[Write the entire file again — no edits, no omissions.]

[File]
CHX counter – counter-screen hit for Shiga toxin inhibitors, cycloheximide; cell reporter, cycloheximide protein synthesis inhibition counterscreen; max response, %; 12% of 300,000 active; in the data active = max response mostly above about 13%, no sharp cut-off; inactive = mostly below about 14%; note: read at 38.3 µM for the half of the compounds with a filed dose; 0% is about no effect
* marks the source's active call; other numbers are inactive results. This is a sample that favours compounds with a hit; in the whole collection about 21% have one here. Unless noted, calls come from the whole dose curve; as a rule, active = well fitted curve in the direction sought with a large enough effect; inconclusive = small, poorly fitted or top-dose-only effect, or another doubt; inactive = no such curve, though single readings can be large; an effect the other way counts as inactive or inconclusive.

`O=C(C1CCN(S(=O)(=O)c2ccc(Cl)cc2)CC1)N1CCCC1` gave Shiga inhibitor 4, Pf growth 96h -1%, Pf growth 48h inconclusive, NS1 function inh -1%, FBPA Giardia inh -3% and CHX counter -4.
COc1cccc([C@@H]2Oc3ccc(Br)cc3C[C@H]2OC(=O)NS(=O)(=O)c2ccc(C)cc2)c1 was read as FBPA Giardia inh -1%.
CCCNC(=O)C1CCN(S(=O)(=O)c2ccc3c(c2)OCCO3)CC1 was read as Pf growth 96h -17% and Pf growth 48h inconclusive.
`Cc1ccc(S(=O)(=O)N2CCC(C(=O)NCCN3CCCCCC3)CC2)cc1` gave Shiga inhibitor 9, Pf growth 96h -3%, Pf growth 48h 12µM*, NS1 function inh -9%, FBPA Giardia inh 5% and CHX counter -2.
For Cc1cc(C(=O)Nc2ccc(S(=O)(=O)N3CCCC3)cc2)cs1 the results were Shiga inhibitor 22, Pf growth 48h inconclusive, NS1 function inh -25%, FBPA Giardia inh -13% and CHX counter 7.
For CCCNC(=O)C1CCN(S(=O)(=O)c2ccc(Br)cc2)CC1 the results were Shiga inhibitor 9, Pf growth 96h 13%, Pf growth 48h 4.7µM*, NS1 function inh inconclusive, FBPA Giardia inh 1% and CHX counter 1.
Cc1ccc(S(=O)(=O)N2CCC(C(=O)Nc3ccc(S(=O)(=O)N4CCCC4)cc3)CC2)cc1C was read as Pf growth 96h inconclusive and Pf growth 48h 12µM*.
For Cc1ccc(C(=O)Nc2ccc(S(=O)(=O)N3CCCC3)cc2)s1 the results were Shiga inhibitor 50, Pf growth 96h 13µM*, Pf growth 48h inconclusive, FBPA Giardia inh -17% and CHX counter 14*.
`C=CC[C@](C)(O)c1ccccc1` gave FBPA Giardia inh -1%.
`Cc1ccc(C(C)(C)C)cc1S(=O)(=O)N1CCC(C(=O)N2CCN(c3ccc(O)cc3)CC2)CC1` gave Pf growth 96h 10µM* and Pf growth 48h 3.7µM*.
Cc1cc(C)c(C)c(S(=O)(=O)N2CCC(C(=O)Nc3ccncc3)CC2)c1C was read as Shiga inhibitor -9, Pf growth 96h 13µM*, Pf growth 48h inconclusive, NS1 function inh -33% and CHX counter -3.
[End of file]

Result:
CHX counter – counter-screen hit for Shiga toxin inhibitors, cycloheximide; cell reporter, cycloheximide protein synthesis inhibition counterscreen; max response, %; 12% of 300,000 active; in the data active = max response mostly above about 13%, no sharp cut-off; inactive = mostly below about 14%; note: read at 38.3 µM for the half of the compounds with a filed dose; 0% is about no effect
* marks the source's active call; other numbers are inactive results. This is a sample that favours compounds with a hit; in the whole collection about 21% have one here. Unless noted, calls come from the whole dose curve; as a rule, active = well fitted curve in the direction sought with a large enough effect; inconclusive = small, poorly fitted or top-dose-only effect, or another doubt; inactive = no such curve, though single readings can be large; an effect the other way counts as inactive or inconclusive.

`O=C(C1CCN(S(=O)(=O)c2ccc(Cl)cc2)CC1)N1CCCC1` gave Shiga inhibitor 4, Pf growth 96h -1%, Pf growth 48h inconclusive, NS1 function inh -1%, FBPA Giardia inh -3% and CHX counter -4.
COc1cccc([C@@H]2Oc3ccc(Br)cc3C[C@H]2OC(=O)NS(=O)(=O)c2ccc(C)cc2)c1 was read as FBPA Giardia inh -1%.
CCCNC(=O)C1CCN(S(=O)(=O)c2ccc3c(c2)OCCO3)CC1 was read as Pf growth 96h -17% and Pf growth 48h inconclusive.
`Cc1ccc(S(=O)(=O)N2CCC(C(=O)NCCN3CCCCCC3)CC2)cc1` gave Shiga inhibitor 9, Pf growth 96h -3%, Pf growth 48h 12µM*, NS1 function inh -9%, FBPA Giardia inh 5% and CHX counter -2.
For Cc1cc(C(=O)Nc2ccc(S(=O)(=O)N3CCCC3)cc2)cs1 the results were Shiga inhibitor 22, Pf growth 48h inconclusive, NS1 function inh -25%, FBPA Giardia inh -13% and CHX counter 7.
For CCCNC(=O)C1CCN(S(=O)(=O)c2ccc(Br)cc2)CC1 the results were Shiga inhibitor 9, Pf growth 96h 13%, Pf growth 48h 4.7µM*, NS1 function inh inconclusive, FBPA Giardia inh 1% and CHX counter 1.
Cc1ccc(S(=O)(=O)N2CCC(C(=O)Nc3ccc(S(=O)(=O)N4CCCC4)cc3)CC2)cc1C was read as Pf growth 96h inconclusive and Pf growth 48h 12µM*.
For Cc1ccc(C(=O)Nc2ccc(S(=O)(=O)N3CCCC3)cc2)s1 the results were Shiga inhibitor 50, Pf growth 96h 13µM*, Pf growth 48h inconclusive, FBPA Giardia inh -17% and CHX counter 14*.
`C=CC[C@](C)(O)c1ccccc1` gave FBPA Giardia inh -1%.
`Cc1ccc(C(C)(C)C)cc1S(=O)(=O)N1CCC(C(=O)N2CCN(c3ccc(O)cc3)CC2)CC1` gave Pf growth 96h 10µM* and Pf growth 48h 3.7µM*.
Cc1cc(C)c(C)c(S(=O)(=O)N2CCC(C(=O)Nc3ccncc3)CC2)c1C was read as Shiga inhibitor -9, Pf growth 96h 13µM*, Pf growth 48h inconclusive, NS1 function inh -33% and CHX counter -3.